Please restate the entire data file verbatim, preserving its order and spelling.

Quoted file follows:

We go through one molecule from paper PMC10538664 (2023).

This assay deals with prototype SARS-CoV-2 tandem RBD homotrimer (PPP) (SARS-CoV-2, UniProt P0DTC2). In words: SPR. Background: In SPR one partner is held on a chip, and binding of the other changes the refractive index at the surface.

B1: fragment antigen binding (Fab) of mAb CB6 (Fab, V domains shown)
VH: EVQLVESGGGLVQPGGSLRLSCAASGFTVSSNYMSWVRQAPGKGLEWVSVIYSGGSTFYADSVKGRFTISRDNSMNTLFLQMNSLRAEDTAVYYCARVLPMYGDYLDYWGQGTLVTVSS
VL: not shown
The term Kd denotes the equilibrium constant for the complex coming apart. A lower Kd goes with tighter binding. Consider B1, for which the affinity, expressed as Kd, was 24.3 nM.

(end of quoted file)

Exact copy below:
We go through one molecule from paper PMC10538664 (2023).

This assay deals with prototype SARS-CoV-2 tandem RBD homotrimer (PPP) (SARS-CoV-2, UniProt P0DTC2). In words: SPR. Background: In SPR one partner is held on a chip, and binding of the other changes the refractive index at the surface.

B1: fragment antigen binding (Fab) of mAb CB6 (Fab, V domains shown)
VH: EVQLVESGGGLVQPGGSLRLSCAASGFTVSSNYMSWVRQAPGKGLEWVSVIYSGGSTFYADSVKGRFTISRDNSMNTLFLQMNSLRAEDTAVYYCARVLPMYGDYLDYWGQGTLVTVSS
VL: not shown
The term Kd denotes the equilibrium constant for the complex coming apart. A lower Kd goes with tighter binding. Consider B1, for which the affinity, expressed as Kd, was 24.3 nM.